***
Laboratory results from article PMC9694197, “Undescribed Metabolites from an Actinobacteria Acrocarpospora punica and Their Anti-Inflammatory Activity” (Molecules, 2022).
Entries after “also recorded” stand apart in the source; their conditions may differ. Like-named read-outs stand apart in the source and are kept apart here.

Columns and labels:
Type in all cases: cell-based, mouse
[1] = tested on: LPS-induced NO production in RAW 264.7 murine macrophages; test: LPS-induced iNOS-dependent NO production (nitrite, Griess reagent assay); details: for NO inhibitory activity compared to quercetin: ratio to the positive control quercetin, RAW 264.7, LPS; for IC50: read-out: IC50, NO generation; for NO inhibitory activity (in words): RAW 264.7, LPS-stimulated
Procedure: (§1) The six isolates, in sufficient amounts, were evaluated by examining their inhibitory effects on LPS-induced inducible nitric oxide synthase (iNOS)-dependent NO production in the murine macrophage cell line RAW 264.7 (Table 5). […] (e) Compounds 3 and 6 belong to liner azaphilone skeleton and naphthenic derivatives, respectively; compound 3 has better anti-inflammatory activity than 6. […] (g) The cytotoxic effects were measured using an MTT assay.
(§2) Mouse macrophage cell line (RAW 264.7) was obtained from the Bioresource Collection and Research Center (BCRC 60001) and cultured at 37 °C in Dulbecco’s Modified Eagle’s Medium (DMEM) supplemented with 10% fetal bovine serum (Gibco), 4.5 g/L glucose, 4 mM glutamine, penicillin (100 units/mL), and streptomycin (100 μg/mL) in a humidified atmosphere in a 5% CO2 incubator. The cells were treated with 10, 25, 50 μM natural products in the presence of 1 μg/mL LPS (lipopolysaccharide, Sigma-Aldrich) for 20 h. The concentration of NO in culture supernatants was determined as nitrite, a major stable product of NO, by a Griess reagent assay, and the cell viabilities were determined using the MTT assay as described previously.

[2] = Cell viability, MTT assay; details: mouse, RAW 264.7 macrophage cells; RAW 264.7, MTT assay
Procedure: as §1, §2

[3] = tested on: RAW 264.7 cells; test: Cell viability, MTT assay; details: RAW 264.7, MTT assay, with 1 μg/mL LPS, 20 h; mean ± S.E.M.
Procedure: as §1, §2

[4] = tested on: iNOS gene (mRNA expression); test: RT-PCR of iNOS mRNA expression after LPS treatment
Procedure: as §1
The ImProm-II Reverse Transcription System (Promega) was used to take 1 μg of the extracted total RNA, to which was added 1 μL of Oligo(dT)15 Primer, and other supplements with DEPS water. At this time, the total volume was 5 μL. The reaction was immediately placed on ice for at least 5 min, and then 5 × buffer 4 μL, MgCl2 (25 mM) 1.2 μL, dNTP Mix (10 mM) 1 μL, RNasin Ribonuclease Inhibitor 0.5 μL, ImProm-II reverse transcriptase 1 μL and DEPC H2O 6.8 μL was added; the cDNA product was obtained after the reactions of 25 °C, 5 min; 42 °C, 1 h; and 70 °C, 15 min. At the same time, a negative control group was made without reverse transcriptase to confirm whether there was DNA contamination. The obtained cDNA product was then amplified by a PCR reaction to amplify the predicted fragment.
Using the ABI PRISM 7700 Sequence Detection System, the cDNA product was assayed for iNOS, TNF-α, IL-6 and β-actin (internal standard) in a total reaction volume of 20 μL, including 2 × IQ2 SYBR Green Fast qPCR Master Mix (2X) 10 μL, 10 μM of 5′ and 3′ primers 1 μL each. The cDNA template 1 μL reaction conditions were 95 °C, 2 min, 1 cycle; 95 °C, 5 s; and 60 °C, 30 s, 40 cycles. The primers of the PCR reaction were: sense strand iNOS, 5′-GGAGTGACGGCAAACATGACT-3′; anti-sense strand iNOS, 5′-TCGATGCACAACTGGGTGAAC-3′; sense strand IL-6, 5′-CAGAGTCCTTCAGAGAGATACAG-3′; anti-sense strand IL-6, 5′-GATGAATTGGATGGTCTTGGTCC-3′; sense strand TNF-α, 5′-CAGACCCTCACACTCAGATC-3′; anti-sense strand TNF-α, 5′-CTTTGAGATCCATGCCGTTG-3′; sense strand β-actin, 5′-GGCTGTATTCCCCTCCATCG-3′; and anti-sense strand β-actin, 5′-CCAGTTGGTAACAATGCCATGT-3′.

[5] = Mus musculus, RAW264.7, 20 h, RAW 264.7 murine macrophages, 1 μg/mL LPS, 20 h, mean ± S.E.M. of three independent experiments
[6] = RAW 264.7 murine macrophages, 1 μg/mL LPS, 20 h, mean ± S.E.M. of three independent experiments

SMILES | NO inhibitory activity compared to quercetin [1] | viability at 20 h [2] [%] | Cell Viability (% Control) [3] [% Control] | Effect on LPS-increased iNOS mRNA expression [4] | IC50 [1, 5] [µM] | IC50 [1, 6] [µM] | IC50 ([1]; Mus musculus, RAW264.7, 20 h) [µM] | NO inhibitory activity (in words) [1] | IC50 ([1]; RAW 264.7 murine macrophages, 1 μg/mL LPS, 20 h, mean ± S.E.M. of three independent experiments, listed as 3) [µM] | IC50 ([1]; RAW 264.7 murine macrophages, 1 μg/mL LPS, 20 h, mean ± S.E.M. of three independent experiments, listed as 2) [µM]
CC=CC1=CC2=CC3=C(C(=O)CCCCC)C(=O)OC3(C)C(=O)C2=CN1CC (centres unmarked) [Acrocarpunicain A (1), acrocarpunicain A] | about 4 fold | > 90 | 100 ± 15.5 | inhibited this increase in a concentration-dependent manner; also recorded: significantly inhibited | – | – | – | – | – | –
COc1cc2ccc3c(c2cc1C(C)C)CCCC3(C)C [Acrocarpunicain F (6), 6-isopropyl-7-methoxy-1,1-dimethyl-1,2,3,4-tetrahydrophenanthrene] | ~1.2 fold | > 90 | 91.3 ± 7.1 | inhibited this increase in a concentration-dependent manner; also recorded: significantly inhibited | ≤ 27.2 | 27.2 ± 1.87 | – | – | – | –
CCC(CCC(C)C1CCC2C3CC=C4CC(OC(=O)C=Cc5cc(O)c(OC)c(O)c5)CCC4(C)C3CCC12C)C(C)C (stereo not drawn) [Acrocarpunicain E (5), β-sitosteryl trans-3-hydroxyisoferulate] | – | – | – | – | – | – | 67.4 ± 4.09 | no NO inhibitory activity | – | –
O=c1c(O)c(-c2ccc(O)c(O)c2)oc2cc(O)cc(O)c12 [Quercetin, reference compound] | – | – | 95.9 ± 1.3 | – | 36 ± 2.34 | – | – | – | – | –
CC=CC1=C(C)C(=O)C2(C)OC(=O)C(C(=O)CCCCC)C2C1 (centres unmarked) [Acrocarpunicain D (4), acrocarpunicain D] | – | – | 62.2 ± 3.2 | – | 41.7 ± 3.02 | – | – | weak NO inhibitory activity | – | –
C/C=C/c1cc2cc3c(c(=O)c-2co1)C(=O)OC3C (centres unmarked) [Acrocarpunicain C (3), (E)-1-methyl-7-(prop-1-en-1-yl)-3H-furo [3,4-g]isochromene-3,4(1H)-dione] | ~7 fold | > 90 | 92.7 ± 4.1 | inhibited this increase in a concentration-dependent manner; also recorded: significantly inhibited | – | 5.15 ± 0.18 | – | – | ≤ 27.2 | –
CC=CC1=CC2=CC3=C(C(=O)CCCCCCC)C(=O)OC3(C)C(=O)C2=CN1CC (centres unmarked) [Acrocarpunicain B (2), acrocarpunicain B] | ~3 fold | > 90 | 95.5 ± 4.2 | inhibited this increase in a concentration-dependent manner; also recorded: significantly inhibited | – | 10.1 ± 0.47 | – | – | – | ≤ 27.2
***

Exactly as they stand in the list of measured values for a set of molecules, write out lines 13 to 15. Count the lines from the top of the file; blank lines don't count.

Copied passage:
Procedure: as §1
The ImProm-II Reverse Transcription System (Promega) was used to take 1 μg of the extracted total RNA, to which was added 1 μL of Oligo(dT)15 Primer, and other supplements with DEPS water. At this time, the total volume was 5 μL. The reaction was immediately placed on ice for at least 5 min, and then 5 × buffer 4 μL, MgCl2 (25 mM) 1.2 μL, dNTP Mix (10 mM) 1 μL, RNasin Ribonuclease Inhibitor 0.5 μL, ImProm-II reverse transcriptase 1 μL and DEPC H2O 6.8 μL was added; the cDNA product was obtained after the reactions of 25 °C, 5 min; 42 °C, 1 h; and 70 °C, 15 min. At the same time, a negative control group was made without reverse transcriptase to confirm whether there was DNA contamination. The obtained cDNA product was then amplified by a PCR reaction to amplify the predicted fragment.
Using the ABI PRISM 7700 Sequence Detection System, the cDNA product was assayed for iNOS, TNF-α, IL-6 and β-actin (internal standard) in a total reaction volume of 20 μL, including 2 × IQ2 SYBR Green Fast qPCR Master Mix (2X) 10 μL, 10 μM of 5′ and 3′ primers 1 μL each. The cDNA template 1 μL reaction conditions were 95 °C, 2 min, 1 cycle; 95 °C, 5 s; and 60 °C, 30 s, 40 cycles. The primers of the PCR reaction were: sense strand iNOS, 5′-GGAGTGACGGCAAACATGACT-3′; anti-sense strand iNOS, 5′-TCGATGCACAACTGGGTGAAC-3′; sense strand IL-6, 5′-CAGAGTCCTTCAGAGAGATACAG-3′; anti-sense strand IL-6, 5′-GATGAATTGGATGGTCTTGGTCC-3′; sense strand TNF-α, 5′-CAGACCCTCACACTCAGATC-3′; anti-sense strand TNF-α, 5′-CTTTGAGATCCATGCCGTTG-3′; sense strand β-actin, 5′-GGCTGTATTCCCCTCCATCG-3′; and anti-sense strand β-actin, 5′-CCAGTTGGTAACAATGCCATGT-3′.